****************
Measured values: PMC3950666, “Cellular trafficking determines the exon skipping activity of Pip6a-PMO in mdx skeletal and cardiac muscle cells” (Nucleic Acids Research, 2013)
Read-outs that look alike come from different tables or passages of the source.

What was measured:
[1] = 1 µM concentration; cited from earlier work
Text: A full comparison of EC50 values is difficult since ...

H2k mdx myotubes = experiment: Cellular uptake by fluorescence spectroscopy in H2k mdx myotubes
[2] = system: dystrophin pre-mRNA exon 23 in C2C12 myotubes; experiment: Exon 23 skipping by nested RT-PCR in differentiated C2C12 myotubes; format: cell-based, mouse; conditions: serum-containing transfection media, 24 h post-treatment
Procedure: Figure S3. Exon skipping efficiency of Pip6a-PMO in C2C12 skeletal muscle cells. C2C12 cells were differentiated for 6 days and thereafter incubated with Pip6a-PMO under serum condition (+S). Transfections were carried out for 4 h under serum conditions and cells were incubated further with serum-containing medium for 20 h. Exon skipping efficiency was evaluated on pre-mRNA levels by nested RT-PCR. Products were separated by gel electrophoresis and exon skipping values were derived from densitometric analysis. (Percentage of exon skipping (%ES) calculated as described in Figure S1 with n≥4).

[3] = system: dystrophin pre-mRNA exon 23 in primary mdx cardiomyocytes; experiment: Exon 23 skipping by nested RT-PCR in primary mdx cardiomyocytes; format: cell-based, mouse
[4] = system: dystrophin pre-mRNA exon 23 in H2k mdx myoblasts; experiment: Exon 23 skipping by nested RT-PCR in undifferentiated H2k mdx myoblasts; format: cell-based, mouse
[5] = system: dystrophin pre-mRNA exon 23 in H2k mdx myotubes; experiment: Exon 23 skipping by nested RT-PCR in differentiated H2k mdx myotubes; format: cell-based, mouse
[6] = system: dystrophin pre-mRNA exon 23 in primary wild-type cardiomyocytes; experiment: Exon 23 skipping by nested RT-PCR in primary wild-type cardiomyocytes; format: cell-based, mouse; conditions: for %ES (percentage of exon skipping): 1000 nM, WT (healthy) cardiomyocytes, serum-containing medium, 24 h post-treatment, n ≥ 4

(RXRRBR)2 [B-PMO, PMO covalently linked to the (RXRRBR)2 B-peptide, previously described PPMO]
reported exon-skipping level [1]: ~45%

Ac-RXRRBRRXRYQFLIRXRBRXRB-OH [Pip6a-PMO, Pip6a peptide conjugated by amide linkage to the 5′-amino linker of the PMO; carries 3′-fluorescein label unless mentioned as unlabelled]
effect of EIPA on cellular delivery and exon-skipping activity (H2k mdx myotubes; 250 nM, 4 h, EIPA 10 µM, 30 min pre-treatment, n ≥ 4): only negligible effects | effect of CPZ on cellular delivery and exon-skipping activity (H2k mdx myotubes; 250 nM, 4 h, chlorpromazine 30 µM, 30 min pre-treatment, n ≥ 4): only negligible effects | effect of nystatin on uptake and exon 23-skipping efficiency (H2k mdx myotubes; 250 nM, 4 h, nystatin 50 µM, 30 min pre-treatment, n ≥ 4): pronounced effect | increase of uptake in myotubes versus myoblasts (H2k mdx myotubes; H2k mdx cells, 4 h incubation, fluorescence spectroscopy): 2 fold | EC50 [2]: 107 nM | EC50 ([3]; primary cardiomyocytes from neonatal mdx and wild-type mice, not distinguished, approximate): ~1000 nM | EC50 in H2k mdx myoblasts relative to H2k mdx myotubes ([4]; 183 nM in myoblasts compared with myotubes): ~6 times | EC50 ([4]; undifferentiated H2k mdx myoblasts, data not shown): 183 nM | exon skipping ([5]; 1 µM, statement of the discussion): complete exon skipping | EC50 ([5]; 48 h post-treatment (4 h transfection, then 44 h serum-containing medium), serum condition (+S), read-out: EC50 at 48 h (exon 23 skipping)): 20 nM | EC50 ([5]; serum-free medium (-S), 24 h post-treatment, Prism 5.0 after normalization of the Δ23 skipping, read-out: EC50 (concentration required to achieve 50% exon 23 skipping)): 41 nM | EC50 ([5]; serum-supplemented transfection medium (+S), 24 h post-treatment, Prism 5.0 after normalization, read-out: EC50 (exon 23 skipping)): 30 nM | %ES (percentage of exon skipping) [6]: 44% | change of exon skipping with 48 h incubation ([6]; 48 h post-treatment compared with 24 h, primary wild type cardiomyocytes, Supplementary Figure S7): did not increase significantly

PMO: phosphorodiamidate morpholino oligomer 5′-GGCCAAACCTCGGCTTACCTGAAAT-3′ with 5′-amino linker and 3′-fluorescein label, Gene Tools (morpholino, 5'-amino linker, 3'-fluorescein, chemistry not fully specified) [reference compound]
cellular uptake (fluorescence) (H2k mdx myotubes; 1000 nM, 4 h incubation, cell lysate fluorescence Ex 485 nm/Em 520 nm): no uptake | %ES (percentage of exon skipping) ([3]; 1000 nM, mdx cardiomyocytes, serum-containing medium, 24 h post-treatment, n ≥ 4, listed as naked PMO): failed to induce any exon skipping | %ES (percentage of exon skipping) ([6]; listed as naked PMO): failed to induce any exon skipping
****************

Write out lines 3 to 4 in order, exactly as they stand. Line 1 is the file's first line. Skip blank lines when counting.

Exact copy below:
What was measured:
[1] = 1 µM concentration; cited from earlier work